Posts tagged: cycling
Riding against opponents who on average are 14 years his junior, 41-year-old American Olympic cyclist Chris Horner could become the oldest-ever winner of one of his sport's biggest races, the Tour of Spain, AP reporter John Miller reports. Horner, known to fans in his Bend, Ore., home as the “Flying Smile” because of his big grin, is in second place with four stages left. The man to beat, 28-year-old Italian Vincenzi Nibali, wasn't even a teenager when Horner began his professional cycling career in 1997. Horner, a father of three, is aiming to put down the same marker as other middle-aged champions and standouts: Jack Nicklaus with his 1986 Masters win at 46; pitcher Nolan Ryan with his 1991 no-hitter at 44; and, just last week, Diana Nyad, at 64 becoming the first to swim 110 miles between Cuba and Florida without a shark cage, to name a few. Click below for Miller's full report.
Here's a news item from the Associated Press: BOISE, Idaho (AP) ― The owner of a struggling Idaho renewable energy developer who blames utilities for killing his business' projects now blames doping for forcing him to pull his sponsorship money from men's pro cycling. Exergy Development Group Chief Executive Officer James Carkulis says his company will end its three-year support of a men's cycling team. From his Boise offices, Carkulis issued a statement Tuesday accusing the cycling industry of failing to grasp the sport's “scandal and deceit.” Apart from Carkulis' ethical concerns, however, his business has been foundering. Exergy's problems include $323 million in suspended Idaho wind projects, loss of control of a Minnesota wind farm, federal lawsuits targeting it for not meeting financial obligations and the possible cancellation of two biogas-to-power projects amid a dispute with utility Idaho Power Co.
You can read more on this here from Velo News.
Boise's Kristin Armstrong won the gold medal this morning in the Olympic cycling time trial in London, her second straight Olympic gold in the event. Armstrong, 38, beat Judith Arndt of Germany by more than 15 seconds; Arndt took the silver medal, while Olga Zabelinskaya of Russia took the bronze. Click below for a full report from AP sports writer Dave Skretta in London.
I returned today from my furlough/vacation of a week and a half to the troubling news that a third experienced adult bicyclist has been struck and killed on Boise-area roads, this time in a bike lane just blocks from my home. That’s three in a month. Be careful out there.
Among the political news items I missed while I was gone: Gov. Butch Otter was elected vice chairman of the Western Governors Association at their meeting last weekend, to serve under Democratic Montana Gov. Brian Schweitzer; Idaho Sen. Mike Crapo met with U.S. Supreme Court nominee Sonia Sotomayor and gave this account; state parks Director Bob Meinen stepped down from his post for health reasons; and Idaho House Majority Caucus Chairman Ken Roberts, R-Donnelly, announced that he’ll run next year for the 1st Congressional District seat now held by Democratic Rep. Walt Minnick, making Roberts the second Republican to announce; Vaughn Ward already is in the race. Still no word from former one-term GOP Rep. Bill Sali, whom Minnick defeated, on whether he’ll try for a comeback.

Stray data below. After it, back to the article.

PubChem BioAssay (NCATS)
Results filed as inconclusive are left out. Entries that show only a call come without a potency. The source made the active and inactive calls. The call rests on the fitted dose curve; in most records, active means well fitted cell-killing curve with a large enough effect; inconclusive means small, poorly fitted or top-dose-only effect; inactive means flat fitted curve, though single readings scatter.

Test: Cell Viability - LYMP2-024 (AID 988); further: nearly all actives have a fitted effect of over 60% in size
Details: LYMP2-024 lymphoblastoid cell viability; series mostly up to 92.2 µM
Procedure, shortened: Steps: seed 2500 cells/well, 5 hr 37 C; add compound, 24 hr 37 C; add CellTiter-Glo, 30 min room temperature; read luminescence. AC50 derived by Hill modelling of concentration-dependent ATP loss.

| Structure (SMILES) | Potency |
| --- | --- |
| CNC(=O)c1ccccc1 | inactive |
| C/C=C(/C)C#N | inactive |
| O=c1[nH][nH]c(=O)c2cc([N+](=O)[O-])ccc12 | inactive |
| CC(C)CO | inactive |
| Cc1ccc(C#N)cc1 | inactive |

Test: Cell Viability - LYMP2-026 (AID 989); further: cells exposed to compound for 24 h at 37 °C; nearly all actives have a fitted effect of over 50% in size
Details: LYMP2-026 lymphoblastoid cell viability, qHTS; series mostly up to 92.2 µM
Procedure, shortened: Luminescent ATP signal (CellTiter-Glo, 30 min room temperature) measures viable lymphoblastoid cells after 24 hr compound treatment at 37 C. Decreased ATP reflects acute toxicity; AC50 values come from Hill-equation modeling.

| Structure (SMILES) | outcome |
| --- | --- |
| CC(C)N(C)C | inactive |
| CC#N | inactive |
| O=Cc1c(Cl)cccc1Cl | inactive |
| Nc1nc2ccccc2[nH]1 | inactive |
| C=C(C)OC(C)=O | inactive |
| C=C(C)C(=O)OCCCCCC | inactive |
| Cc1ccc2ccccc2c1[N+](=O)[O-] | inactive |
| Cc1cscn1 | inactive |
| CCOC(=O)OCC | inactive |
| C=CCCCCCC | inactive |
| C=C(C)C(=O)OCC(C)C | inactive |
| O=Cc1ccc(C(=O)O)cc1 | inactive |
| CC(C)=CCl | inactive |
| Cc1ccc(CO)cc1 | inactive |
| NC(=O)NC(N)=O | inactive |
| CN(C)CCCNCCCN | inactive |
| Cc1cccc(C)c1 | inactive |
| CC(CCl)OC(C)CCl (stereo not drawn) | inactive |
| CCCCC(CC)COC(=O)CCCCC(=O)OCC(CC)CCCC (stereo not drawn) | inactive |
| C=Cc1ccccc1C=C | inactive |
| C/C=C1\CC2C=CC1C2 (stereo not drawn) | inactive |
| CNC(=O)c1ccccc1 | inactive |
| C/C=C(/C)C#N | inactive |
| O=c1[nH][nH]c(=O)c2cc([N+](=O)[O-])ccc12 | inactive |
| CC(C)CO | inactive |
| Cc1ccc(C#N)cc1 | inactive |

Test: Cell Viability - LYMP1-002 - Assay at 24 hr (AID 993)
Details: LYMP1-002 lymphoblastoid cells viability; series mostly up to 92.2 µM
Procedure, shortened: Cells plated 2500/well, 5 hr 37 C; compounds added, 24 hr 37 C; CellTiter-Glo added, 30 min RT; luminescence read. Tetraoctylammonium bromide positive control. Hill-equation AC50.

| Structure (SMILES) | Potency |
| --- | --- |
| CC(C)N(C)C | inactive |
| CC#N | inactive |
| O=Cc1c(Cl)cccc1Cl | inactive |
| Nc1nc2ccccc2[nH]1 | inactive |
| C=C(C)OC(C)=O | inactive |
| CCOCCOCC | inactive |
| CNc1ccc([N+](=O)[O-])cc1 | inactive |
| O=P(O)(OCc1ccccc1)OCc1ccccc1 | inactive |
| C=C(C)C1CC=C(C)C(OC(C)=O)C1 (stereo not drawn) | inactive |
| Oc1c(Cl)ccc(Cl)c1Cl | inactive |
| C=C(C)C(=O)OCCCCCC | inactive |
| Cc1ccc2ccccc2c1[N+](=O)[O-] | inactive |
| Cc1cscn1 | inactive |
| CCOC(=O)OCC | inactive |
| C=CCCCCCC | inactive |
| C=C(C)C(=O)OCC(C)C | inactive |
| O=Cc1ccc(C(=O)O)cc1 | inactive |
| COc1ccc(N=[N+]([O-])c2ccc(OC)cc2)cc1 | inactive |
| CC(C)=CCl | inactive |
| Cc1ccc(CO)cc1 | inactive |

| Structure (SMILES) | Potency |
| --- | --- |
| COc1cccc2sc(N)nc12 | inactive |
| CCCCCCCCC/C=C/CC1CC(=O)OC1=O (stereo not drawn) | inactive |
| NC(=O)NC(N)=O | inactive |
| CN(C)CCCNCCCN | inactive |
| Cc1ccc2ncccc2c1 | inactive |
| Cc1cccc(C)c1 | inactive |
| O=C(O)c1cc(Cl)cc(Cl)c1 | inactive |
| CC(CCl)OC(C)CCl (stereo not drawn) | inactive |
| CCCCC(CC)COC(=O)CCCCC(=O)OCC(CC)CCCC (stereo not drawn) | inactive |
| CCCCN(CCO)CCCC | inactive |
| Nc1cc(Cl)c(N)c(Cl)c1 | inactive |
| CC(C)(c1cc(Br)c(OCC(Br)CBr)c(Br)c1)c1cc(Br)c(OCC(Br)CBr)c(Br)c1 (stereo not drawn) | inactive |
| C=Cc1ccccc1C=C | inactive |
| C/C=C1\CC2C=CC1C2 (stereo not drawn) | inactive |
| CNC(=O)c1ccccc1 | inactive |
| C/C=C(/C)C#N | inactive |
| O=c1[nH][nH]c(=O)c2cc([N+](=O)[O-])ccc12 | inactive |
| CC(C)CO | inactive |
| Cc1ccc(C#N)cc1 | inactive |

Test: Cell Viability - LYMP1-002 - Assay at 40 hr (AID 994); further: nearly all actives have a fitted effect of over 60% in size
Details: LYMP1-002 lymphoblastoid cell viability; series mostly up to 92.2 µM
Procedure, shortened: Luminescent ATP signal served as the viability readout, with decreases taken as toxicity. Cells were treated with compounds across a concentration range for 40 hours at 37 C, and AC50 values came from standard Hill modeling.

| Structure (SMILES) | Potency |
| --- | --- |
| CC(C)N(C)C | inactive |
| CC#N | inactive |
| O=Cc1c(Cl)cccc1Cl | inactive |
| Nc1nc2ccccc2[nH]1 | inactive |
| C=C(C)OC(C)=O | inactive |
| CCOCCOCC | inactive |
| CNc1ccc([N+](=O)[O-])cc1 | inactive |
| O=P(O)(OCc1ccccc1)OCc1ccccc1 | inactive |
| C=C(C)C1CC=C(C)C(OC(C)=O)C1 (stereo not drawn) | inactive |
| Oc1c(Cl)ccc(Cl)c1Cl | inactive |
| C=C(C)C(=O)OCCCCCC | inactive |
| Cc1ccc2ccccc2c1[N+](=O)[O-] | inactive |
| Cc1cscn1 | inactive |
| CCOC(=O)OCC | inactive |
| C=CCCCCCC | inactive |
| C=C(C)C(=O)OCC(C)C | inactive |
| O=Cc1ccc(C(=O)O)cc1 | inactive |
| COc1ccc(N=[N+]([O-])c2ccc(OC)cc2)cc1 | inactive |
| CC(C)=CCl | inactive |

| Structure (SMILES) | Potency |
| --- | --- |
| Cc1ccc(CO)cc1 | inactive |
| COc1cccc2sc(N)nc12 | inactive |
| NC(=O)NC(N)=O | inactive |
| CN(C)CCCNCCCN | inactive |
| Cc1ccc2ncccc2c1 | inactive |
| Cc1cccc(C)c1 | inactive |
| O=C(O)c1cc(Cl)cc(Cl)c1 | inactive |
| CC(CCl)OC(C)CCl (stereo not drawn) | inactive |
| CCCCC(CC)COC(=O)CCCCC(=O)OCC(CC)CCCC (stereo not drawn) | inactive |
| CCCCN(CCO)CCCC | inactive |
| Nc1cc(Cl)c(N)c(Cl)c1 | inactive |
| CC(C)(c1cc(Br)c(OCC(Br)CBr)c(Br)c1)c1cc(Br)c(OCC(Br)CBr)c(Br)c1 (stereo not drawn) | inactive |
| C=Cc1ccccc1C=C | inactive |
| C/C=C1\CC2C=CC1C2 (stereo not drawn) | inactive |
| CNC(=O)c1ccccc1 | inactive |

Meanwhile, the University of Idaho launched an investigation after media reports that the head of the UI Caine Veterinary Teaching and Research Center in Caldwell testified both to the state Legislature and in federal court documents that there’s no evidence bighorn sheep catch diseases from domestic sheep, though research at the center as far back as 1994 showed such a link; the director, Marie Bulgin, is a past president of the Idaho Wool Growers Association, and the issue was a hot political one this year as lawmakers passed a law that short-circuited a collaborative effort between sheep ranchers and bighorn advocates. Here’s the university’s official statement:
“The University of Idaho is aware of media reports about professor of veterinary medicine Marie Bulgin’s comments on big horn sheep research and takes seriously concerns raised by those reports. A complete understanding of the facts is imperative and the university is investigating the matter thoroughly. Our scholarly and creative activity, which includes research, seeks to generate knowledge to strengthen the scientific, economic, cultural, social and legal foundations of an open, diverse and democratic society. The people of Idaho count on us to be fair, diligent and candid, and we place the utmost importance on that responsibility. The university will take appropriate steps to ensure the integrity of its research.”